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‘Back Up, Back Up’: Miami Beach Police Ordered to Stop Enforcing Law of Arresting Bystanders Filming Cops Following a String of Arrests of Only Black People

Miami Beach’s new law aimed at protecting police officers from onlookers interfering with their duties, including arrests, is now being scrutinized by members of the public who claim the rule is being unfairly applied. The announcement comes after a Black woman was handcuffed for filming a police officer executing an arrest on South Beach late last month.

On Friday, Aug. 20, the Miami Beach Police Department told the Miami Herald that “At the directive of the Police Chief [Richard Clements], MBPD temporarily suspended the enforcement of CMB Ordinance 70-8 until all Miami Beach officers receive additional, in-person training on the nuances of the ordinance.”

Screenshot surveillance footage/Miami Beach Police

MBPD spokesperson Ernesto Rodriquez continued, “As a result, there have been no arrests pursuant to this ordinance since July 26.” This news comes following yet another case of an aggressive arrest made by the MBPD. 

Mariyah Maple was in town from New York on July 25 when she was pepper-sprayed and later arrested after using her phone to video record a traffic stop being conducted by officers near the 600 block of Collins Avenue. 

The arrest report obtained by the outlet marked Maple as part of a group that “refused officers commands” to back away from cops making an arrest. However, a video recording of the incident told a different story.  

The 27-year-old was instead standing peacefully on a sidewalk. She was given orders from Sgt. Vincent Stella to “back up. Back up” However, before she had the chance, Stella appeared to push Maple back with his bicycle that was being used as a “physical barrier” and struck Maple’s hand.

Within three seconds of that maneuver, Stella unleashes his pepper spray on Maple, who is then seen running off. Moments later, the woman was seen being treated by her family when another officer identifies her. They detained and charged Maple under the recent 70-8 law.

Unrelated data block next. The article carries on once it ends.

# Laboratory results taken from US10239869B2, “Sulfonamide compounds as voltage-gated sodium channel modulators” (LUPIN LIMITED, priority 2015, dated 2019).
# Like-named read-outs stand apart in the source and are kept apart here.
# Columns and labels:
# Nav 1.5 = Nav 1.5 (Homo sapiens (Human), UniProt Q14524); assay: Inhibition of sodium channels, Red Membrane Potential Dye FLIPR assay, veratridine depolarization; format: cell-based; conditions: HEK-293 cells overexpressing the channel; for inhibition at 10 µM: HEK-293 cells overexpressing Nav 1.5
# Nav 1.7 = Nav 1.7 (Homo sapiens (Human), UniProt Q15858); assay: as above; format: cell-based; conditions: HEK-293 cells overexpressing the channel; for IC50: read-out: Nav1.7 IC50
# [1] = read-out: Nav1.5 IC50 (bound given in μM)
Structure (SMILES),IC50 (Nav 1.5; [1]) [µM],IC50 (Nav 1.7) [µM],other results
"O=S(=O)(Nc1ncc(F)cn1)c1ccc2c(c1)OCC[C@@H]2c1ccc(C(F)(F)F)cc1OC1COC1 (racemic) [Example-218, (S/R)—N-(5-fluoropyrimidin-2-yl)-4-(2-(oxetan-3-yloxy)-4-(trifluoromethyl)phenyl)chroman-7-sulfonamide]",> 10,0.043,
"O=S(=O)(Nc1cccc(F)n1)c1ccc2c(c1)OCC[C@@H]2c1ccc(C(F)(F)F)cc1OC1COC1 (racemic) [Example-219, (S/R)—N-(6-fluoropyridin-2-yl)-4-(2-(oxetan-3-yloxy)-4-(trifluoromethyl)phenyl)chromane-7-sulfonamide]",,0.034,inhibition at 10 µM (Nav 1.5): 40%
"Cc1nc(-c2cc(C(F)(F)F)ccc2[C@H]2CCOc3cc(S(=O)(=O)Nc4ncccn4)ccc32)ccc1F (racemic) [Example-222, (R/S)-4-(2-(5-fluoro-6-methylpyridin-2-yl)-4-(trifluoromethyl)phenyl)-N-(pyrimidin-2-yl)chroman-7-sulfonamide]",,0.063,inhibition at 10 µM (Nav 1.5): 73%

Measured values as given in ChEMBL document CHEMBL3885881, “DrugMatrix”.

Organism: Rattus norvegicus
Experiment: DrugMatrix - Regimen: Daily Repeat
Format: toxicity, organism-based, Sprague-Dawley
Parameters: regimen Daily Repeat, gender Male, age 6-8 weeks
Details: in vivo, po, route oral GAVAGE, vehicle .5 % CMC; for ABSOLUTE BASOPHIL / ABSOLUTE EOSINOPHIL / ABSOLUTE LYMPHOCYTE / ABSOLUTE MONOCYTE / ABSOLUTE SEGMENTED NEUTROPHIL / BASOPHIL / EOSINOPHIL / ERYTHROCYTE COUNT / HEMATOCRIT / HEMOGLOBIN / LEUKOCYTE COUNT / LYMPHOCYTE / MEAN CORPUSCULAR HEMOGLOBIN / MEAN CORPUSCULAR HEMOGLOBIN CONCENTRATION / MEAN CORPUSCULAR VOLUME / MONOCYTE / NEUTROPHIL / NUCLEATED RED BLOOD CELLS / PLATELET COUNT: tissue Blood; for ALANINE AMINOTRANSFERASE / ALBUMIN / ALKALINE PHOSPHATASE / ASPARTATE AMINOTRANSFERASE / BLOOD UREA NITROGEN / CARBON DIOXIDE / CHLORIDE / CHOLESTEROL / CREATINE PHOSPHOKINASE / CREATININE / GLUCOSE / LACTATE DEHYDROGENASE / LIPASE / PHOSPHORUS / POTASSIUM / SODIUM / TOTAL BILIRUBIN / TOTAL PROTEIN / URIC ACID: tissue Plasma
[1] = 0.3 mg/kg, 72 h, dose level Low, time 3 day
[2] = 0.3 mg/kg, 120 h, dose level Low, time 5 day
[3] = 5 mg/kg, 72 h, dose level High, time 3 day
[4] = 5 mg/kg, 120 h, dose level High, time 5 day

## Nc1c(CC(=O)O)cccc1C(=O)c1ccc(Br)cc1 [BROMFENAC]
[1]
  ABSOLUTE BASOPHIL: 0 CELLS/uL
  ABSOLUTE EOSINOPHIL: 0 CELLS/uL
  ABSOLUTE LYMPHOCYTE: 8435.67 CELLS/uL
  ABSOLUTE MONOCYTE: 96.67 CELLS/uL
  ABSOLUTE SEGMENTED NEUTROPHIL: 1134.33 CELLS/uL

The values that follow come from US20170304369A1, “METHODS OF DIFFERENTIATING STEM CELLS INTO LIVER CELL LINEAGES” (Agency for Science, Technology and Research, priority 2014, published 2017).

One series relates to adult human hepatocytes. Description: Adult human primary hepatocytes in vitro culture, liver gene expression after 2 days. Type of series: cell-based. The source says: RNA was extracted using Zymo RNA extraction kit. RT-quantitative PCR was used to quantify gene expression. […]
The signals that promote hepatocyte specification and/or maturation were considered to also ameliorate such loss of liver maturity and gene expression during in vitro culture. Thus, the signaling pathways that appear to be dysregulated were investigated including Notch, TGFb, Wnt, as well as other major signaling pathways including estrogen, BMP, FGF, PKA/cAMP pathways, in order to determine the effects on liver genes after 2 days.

The city commission passed the local ordinance unanimously on June 23, making it a crime to stand within 20 feet of officers with the “intent to impede, provoke or harass” them. However, many have accused the law of only affecting Black people. 

Out of the 13 people arrested since the new rule has been enacted, all have been Black, and most still face criminal charges despite the latest suspension. As with the case of Maple, it is the third time video footage has contradicted the department’s official report on people charged under the new order.  

“We’re turning bystanders and good Samaritans into criminals,” Kara Gross, the legislative director and senior policy attorney for the American Civil Liberties Union of Florida, said of the ordinance. “The ACLU opposes any efforts by law enforcement to adopt and utilize legislation as a tool for targeting and criminalizing Black and brown communities.”

Not much was known about this new guideline until a hotel arrest last month that left New York natives Khalid Vaughn and Sharif Cobb, both of whom are Black, with injuries including lacerations to the face and a swollen lip went viral. 

Vaughn and Cobb had been recording the brutal arrest of a third Black man they didn’t know, Dalonta Crudup. The men detailed how they were beaten and arrested under the 70-8 law in a series of interviews.

Much like Maple’s incident, police reporting did not match with video footage. Prosecutors subsequently dropped the charges against both men and filed misdemeanor battery charges against the five police officers who had been at the scene. 

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